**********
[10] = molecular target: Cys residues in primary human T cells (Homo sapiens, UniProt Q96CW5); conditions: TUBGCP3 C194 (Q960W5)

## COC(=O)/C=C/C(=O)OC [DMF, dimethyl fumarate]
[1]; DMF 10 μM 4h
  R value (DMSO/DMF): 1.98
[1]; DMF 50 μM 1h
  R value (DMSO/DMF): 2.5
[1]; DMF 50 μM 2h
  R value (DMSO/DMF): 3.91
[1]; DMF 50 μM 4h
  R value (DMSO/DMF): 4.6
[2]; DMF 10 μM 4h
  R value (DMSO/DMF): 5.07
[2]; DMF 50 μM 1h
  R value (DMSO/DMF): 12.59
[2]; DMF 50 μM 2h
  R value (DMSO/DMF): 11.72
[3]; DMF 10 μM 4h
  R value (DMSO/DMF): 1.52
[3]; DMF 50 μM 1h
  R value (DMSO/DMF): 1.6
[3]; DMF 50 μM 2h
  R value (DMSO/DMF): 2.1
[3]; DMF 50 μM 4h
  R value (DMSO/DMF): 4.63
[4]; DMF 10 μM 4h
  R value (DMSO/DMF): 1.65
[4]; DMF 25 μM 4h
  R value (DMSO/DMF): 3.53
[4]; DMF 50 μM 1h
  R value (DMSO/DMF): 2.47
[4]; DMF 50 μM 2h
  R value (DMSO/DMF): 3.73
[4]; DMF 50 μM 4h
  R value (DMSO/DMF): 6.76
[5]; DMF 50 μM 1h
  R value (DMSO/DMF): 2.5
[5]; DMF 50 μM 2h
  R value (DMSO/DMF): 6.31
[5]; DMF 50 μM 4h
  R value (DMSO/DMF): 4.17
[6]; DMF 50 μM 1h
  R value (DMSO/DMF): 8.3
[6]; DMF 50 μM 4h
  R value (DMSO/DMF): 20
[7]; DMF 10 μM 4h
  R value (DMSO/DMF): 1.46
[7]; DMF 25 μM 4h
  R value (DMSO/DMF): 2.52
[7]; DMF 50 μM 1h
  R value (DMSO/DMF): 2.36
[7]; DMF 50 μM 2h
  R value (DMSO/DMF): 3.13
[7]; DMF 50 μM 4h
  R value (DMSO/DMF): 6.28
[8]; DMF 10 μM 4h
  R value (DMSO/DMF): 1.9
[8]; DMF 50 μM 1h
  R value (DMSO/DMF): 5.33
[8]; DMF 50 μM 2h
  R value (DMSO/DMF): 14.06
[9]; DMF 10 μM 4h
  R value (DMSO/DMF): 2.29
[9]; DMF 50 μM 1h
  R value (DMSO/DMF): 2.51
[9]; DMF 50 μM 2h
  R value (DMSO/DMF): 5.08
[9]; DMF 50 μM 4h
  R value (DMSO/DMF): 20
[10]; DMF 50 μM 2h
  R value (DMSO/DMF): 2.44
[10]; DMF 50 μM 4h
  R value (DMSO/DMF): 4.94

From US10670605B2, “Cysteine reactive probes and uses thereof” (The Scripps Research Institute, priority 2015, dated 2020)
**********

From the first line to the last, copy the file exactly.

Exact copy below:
[10] = molecular target: Cys residues in primary human T cells (Homo sapiens, UniProt Q96CW5); conditions: TUBGCP3 C194 (Q960W5)

## COC(=O)/C=C/C(=O)OC [DMF, dimethyl fumarate]
[1]; DMF 10 μM 4h
  R value (DMSO/DMF): 1.98
[1]; DMF 50 μM 1h
  R value (DMSO/DMF): 2.5
[1]; DMF 50 μM 2h
  R value (DMSO/DMF): 3.91
[1]; DMF 50 μM 4h
  R value (DMSO/DMF): 4.6
[2]; DMF 10 μM 4h
  R value (DMSO/DMF): 5.07
[2]; DMF 50 μM 1h
  R value (DMSO/DMF): 12.59
[2]; DMF 50 μM 2h
  R value (DMSO/DMF): 11.72
[3]; DMF 10 μM 4h
  R value (DMSO/DMF): 1.52
[3]; DMF 50 μM 1h
  R value (DMSO/DMF): 1.6
[3]; DMF 50 μM 2h
  R value (DMSO/DMF): 2.1
[3]; DMF 50 μM 4h
  R value (DMSO/DMF): 4.63
[4]; DMF 10 μM 4h
  R value (DMSO/DMF): 1.65
[4]; DMF 25 μM 4h
  R value (DMSO/DMF): 3.53
[4]; DMF 50 μM 1h
  R value (DMSO/DMF): 2.47
[4]; DMF 50 μM 2h
  R value (DMSO/DMF): 3.73
[4]; DMF 50 μM 4h
  R value (DMSO/DMF): 6.76
[5]; DMF 50 μM 1h
  R value (DMSO/DMF): 2.5
[5]; DMF 50 μM 2h
  R value (DMSO/DMF): 6.31
[5]; DMF 50 μM 4h
  R value (DMSO/DMF): 4.17
[6]; DMF 50 μM 1h
  R value (DMSO/DMF): 8.3
[6]; DMF 50 μM 4h
  R value (DMSO/DMF): 20
[7]; DMF 10 μM 4h
  R value (DMSO/DMF): 1.46
[7]; DMF 25 μM 4h
  R value (DMSO/DMF): 2.52
[7]; DMF 50 μM 1h
  R value (DMSO/DMF): 2.36
[7]; DMF 50 μM 2h
  R value (DMSO/DMF): 3.13
[7]; DMF 50 μM 4h
  R value (DMSO/DMF): 6.28
[8]; DMF 10 μM 4h
  R value (DMSO/DMF): 1.9
[8]; DMF 50 μM 1h
  R value (DMSO/DMF): 5.33
[8]; DMF 50 μM 2h
  R value (DMSO/DMF): 14.06
[9]; DMF 10 μM 4h
  R value (DMSO/DMF): 2.29
[9]; DMF 50 μM 1h
  R value (DMSO/DMF): 2.51
[9]; DMF 50 μM 2h
  R value (DMSO/DMF): 5.08
[9]; DMF 50 μM 4h
  R value (DMSO/DMF): 20
[10]; DMF 50 μM 2h
  R value (DMSO/DMF): 2.44
[10]; DMF 50 μM 4h
  R value (DMSO/DMF): 4.94

From US10670605B2, “Cysteine reactive probes and uses thereof” (The Scripps Research Institute, priority 2015, dated 2020)